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"Virginia (VA)"

Letter of Inquiry from Carol Hess to MLK

Friday, March 8, 1968

In this letter Carol Hess of New York requests an audience with Dr. King. She is writing a paper pertaining to the Birmingham March.

Letter from M. L. Phillips to MLK

Sunday, October 22, 1967

In this letter, Mrs. Phillips writes Dr. King to inform him that she enjoys listening to him speak on the radio.

Letter from Tom Edward Ross to MLK

Monday, May 1, 1967

Tom Edward Ross informs Dr. King of a piece of artwork he created of Dr. King. An effort to publish the piece in the Houston Chronicle was unsuccessful. Ross seeks Dr. King's assistance in promoting the sale of the piece.

Telegram from Sen. Edward Kennedy to MLK

Saturday, October 17, 1964

Senator and Mrs. Edward M. Kennedy congratulate Dr. King on receiving the Nobel Peace Prize.

Letter from MLK to Robert H. Iwanabe

In this draft letter to Mr. Iwanabe, Dr. King explains his methods, understanding and goals pertaining to the Civil Rights Movement.

Letter from MLK to Mrs. Myles Campbell

Monday, December 23, 1963

Dr. King expresses his thanks to Mrs. Myles Campbell for the kind response to his "I Have A Dream" speech during the March on Washington. He explains that prayer is needed for those who are unable to see past their own prejudices and acknowledge everyone as God's children. Dr. King asserts that the federal government is needed to change behaviors in the south and send Mrs. Campbell season's greetings.

Letter from Rita Machelle Foster to MLK

Wednesday, January 30, 1963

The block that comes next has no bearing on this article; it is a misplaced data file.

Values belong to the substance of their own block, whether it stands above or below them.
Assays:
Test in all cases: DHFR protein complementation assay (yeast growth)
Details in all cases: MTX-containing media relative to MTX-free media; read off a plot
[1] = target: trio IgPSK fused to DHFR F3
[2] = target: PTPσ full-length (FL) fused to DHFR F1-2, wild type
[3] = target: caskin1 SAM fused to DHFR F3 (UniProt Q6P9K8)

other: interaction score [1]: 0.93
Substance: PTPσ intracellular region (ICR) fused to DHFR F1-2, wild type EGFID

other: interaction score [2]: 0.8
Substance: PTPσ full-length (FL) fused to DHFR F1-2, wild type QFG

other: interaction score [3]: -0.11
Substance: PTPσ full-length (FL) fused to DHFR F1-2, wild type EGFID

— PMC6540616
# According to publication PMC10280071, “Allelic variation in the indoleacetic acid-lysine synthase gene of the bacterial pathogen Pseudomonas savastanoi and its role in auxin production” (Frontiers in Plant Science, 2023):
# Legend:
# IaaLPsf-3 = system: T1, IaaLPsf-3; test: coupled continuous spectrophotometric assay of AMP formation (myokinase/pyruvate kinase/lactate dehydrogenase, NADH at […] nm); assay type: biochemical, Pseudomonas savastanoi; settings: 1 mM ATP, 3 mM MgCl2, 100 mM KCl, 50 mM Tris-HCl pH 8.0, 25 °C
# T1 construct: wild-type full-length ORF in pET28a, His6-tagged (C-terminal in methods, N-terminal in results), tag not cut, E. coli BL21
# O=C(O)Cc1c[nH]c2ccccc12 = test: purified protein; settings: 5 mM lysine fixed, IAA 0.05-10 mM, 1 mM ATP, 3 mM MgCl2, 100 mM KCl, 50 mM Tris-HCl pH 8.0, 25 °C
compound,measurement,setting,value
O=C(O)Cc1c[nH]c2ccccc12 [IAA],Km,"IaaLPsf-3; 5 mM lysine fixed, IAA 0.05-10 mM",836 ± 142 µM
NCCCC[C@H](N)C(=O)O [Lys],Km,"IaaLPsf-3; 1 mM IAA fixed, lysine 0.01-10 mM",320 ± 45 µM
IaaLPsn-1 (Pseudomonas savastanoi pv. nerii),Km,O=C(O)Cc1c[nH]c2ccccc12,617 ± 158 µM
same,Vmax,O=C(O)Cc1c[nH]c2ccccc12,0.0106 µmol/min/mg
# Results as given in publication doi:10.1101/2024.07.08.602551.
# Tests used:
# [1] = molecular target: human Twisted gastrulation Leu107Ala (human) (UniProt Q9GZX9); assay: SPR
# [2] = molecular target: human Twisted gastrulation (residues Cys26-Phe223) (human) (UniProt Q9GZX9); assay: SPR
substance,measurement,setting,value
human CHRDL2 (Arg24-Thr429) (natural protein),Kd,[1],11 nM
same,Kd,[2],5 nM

Rita Machelle Foster, an eighth grade student a Harvard Elementary School, requests any information or documentation provided by Dr. King for her composition on Negro History Week. Ms. Foster asks that Dr. King provide a photograph and discuss the James Meredith situation.

Letter from Frank Jones to MLK

Tuesday, August 14, 1962

Reverend Frank Jones sends Dr. King a letter expressing his concern about the recent occurrences in Albany, Georgia.

Letter from MLK to Emily Barton Anable

Tuesday, February 19, 1963

Dr. King thanks Mrs. Anable for her kind letter and financial gift. Mrs. King asked him to let her know the money will be used to purchase something for the new baby. At the time of the letter's writing, Dr. and Mrs. King were expecting their fourth child, Bernce.

Anonymous Sender Criticizes MLK

This anonymous writer challenges Dr. King with his complaints concerning the Civil Rights Movement. He argues that a Negro man should be held responsible for breaking the law and should expect rightful punishment.

Royalty Statements from Harper & Row, Publishers

Sunday, June 30, 1963

Harper & Row, Publishers sends Dr. King this royalty statements for sales of "Strength to Love" and "Stride Toward Freedom" for the first 6 months of 1963.

Letter from Philip Harnden to MLK

Friday, February 16, 1968

After reading Dr. King's book, "Why We Can't Wait," Philip Harnden, a sophomore at Wheaton College, writes Dr. King expressing his newly changed insight on the Negro struggle. Mr. Harnden inquires about Dr. King's nonviolent approach and the black community beginning to abandon nonviolence by adopting more aggressive means to achieve their goals.

Letter from Joan Daves to MLK

Monday, November 11, 1963

Joan Daves references an enclosed check for royalties received for the Harper edition of "Stride Toward Freedom" and "Strength to Love." She also inquires about several charges on one of the book's statement and requests permission to check their validity.

Letter from Sharon Judith Bresler to SCLC

Sharon Bresler encloses a check to the SCLC and requests that they write Rabbi Sanford Shopero from the Congregation of Temple Emmanuel to inform him that the gift was made in his honor.

Telegram from Joseph Anderson to MLK

Joseph Anderson urges Dr. King to "call forth a day of prayer" to ease the uproar, most notably overshadowing such U.S. cities as Detroit and Newark during the long, hot summer of 1967.